Monday, November 7, 2011

Review: The Soldier's Wife by Margaret Leroy

The Soldier's Wife
Author: Margaret Leroy
Published: June 28, 2011
Genre: historical fiction
Paperback: 416 pages
Source: borrowed from the library

My Rating: 3 stars

Synopsis (from As World War II draws closer and closer to Guernsey, Vivienne de la Mare knows that there will be sacrifices to be made. Not just for herself, but for her two young daughters and for her mother-in-law, for whom she cares while her husband is away fighting. What she does not expect is that she will fall in love with one of the enigmatic German soldiers who take up residence in the house next door to her home. As their relationship intensifies, so do the pressures on Vivienne. Food and resources grow scant, and the restrictions placed upon the residents of the island grow with each passing week. Though Vivienne knows the perils of her love affair with Gunther, she believes that she can keep their relationship and her family safe. But when she becomes aware of the full brutality of the Occupation, she must decide if she is willing to risk her personal happiness for the life of a stranger.

My Thoughts: I love World War II fiction, so the premise of this book pulled me in immediately. I don't know that much about the island of Guernsey, but think that it's a fascinating part of the war that isn't discussed all that much. Margaret Leroy's writing is very descriptive and she paints a clear picture of what life would be like on the island during Occupation. She uses little dialogue, instead relying on the scenery and Vivienne's thoughts and perceptions to tell the story. While I did wish for more dialogue at times, I found that I really got to know Vivienne more because she was continually describing her fear and what she was experiencing.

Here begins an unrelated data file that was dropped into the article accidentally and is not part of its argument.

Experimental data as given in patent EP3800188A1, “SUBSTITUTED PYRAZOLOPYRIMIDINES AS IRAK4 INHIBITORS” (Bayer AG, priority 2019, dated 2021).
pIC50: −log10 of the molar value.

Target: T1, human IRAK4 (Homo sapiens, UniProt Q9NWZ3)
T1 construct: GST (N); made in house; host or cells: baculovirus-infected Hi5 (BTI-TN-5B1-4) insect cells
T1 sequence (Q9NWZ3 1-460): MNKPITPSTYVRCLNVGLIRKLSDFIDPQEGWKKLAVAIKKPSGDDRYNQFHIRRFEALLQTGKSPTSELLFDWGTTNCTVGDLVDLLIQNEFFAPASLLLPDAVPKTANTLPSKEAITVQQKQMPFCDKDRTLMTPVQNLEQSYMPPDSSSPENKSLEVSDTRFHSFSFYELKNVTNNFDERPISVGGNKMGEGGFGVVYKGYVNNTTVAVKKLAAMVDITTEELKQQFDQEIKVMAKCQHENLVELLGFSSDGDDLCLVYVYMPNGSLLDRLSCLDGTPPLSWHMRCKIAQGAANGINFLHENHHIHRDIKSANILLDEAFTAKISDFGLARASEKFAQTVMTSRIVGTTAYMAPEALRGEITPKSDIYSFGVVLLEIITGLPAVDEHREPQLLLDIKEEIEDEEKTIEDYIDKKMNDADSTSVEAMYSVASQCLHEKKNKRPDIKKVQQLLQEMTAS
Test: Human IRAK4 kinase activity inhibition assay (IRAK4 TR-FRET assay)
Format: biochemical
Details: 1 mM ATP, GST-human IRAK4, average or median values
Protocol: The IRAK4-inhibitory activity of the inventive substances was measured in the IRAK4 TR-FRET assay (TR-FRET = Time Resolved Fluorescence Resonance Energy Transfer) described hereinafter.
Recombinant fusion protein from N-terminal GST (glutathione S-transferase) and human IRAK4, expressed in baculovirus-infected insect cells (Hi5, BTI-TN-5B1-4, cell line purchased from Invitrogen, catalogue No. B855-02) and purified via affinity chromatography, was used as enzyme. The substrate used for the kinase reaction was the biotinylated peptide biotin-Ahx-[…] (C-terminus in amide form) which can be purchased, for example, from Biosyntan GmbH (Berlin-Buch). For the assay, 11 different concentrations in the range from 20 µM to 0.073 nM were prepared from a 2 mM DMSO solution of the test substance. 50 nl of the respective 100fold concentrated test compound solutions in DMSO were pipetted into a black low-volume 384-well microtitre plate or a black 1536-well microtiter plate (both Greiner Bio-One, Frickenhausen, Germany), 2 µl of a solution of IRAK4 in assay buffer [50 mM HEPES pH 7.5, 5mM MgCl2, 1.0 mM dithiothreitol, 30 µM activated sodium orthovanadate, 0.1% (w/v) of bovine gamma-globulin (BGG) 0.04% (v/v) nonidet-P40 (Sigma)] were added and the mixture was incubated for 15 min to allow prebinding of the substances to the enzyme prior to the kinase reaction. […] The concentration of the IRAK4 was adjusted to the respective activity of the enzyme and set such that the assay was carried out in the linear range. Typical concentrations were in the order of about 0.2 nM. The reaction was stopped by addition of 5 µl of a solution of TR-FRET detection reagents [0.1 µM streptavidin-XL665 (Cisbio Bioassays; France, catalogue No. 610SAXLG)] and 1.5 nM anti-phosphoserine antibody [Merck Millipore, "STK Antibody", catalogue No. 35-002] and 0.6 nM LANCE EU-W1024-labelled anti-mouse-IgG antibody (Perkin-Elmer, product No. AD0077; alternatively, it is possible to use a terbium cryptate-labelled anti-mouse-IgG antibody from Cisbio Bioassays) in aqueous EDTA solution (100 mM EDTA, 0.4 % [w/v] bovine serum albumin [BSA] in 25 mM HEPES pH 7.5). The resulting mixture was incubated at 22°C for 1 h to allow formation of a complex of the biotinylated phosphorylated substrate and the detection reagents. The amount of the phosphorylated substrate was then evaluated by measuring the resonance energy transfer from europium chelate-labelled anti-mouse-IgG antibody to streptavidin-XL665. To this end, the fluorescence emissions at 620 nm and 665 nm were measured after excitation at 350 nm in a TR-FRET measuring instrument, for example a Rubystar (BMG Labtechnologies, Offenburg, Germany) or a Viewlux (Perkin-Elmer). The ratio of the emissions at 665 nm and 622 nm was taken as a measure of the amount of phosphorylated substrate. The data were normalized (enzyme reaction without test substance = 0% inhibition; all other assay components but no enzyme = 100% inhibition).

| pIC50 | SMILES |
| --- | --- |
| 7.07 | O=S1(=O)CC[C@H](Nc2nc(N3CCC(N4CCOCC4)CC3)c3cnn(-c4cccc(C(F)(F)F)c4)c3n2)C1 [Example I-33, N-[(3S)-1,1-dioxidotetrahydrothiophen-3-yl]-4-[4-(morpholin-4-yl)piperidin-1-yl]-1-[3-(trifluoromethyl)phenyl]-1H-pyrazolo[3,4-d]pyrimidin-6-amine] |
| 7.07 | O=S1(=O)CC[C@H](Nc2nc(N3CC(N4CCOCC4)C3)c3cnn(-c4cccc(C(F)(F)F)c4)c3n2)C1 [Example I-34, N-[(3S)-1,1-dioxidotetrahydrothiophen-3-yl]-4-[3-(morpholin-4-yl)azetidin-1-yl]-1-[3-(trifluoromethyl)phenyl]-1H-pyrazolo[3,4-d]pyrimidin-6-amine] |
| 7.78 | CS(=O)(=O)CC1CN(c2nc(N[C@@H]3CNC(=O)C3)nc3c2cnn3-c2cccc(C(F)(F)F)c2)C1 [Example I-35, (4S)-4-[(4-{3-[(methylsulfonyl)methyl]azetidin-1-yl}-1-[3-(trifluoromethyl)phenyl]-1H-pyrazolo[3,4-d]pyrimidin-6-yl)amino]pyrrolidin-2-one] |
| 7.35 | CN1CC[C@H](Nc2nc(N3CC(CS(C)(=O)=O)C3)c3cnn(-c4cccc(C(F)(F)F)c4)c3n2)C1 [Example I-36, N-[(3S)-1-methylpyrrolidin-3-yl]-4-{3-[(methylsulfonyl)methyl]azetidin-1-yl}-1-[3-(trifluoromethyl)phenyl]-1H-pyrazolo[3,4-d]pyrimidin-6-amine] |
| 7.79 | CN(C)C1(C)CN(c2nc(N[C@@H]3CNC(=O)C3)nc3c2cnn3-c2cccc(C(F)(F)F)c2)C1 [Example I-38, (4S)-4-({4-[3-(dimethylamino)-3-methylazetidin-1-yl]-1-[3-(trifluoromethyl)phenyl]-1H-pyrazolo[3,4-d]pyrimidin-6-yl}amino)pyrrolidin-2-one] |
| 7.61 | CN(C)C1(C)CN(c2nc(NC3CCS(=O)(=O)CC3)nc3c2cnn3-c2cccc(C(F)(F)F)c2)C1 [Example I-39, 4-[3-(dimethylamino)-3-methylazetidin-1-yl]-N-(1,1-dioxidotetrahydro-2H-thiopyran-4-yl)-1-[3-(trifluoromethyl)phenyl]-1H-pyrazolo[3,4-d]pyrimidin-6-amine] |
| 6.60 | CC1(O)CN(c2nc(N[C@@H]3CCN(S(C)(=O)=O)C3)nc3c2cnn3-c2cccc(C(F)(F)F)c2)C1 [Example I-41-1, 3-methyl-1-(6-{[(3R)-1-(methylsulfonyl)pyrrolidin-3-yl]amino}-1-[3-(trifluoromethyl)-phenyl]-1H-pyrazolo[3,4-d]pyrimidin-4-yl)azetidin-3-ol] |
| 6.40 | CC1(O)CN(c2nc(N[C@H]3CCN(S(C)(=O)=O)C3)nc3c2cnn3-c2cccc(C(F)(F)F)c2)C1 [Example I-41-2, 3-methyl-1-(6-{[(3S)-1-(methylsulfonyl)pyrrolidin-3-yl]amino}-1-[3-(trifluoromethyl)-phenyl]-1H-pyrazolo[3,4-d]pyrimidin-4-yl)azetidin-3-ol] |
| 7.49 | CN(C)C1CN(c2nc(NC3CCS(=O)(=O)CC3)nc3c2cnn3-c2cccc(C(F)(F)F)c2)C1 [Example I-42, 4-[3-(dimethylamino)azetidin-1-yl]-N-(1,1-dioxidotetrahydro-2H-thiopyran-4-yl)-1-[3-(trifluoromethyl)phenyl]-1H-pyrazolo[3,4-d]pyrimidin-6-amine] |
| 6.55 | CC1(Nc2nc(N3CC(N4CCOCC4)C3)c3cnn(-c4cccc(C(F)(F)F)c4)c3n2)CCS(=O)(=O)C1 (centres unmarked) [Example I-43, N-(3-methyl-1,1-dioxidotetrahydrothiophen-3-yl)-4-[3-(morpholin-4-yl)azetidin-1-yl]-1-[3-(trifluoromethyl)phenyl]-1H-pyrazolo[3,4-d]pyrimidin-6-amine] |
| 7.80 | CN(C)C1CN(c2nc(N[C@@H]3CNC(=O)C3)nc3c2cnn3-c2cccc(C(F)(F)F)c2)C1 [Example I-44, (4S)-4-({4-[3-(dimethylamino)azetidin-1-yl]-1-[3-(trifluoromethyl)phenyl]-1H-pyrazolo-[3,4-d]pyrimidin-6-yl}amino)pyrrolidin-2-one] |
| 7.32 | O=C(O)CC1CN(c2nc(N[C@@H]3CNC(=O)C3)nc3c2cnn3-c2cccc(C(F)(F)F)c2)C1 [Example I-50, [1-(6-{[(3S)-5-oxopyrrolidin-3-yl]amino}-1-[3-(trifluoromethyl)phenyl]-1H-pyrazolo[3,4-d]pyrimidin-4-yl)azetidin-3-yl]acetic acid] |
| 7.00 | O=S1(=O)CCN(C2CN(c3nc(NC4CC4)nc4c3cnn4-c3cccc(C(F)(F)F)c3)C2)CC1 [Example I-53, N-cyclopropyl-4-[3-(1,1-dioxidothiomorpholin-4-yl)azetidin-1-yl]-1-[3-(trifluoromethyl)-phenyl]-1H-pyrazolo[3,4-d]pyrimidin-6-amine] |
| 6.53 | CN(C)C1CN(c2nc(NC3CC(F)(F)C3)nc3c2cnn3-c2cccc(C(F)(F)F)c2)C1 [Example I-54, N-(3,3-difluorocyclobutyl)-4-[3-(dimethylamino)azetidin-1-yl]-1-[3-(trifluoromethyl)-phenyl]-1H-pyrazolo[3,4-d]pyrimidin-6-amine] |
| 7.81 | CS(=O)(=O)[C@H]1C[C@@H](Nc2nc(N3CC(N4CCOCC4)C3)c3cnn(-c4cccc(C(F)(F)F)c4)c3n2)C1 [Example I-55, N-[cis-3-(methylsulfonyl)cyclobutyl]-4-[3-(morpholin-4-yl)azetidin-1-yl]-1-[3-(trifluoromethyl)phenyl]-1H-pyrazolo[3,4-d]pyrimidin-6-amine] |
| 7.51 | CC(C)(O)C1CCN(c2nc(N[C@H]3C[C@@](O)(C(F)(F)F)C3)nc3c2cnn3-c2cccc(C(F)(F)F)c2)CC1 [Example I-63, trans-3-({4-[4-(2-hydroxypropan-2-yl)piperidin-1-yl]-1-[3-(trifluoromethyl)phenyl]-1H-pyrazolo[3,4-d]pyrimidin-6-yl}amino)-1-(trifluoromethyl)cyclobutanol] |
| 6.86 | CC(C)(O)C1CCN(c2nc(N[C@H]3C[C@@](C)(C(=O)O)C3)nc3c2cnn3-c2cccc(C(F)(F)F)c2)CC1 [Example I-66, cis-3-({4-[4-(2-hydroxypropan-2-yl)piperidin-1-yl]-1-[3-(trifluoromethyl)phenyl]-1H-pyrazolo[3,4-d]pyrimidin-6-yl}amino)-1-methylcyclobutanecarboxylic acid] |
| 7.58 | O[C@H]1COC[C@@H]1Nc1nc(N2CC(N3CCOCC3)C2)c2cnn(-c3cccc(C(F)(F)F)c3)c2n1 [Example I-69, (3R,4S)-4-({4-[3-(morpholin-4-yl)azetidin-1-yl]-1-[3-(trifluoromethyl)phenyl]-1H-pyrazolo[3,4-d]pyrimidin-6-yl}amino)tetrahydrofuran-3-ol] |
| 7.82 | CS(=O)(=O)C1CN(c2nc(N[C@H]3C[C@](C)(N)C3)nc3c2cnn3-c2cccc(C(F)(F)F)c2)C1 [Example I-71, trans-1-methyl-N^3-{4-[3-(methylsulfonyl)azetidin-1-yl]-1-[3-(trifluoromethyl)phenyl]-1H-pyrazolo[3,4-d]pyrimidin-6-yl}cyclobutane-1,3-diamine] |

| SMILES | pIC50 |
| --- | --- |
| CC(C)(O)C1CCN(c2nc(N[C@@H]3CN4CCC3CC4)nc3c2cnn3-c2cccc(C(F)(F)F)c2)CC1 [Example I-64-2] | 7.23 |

I loved Leroy's story, but there is a part of this novel that is missing from the description of the book, and something that really made the book for me. While Vivienne's affair with a German officer offers a great story, the other plotline is Vivienne's daughter finding a "ghost" in a barn, which turns out to be a prisoner from a war camp. This story is so great and is overshadowed by her love affair. Think about it: Guernsey is an island, and Vivienne decides that she will help this prisoner. Either one of them could be caught and killed by the Germans, but they decide to risk it. It's a great story, and it's this plotline that makes the book for me.

I liked this book, but didn't love it. I felt like it was slow at some points and too weighed down with descriptions. Also, I feel like the title is a bit inaccurate, because there is very little about Vivienne's husband in the book. If you like WWII fiction, then it might be worth it to check it out and learn more about Guernsey's role in the war.

1 comment:

  1. Oh I love this review. I feel like I have a more accurate view of what to expect and I'm definitely excited to learn about her daughter's "ghost."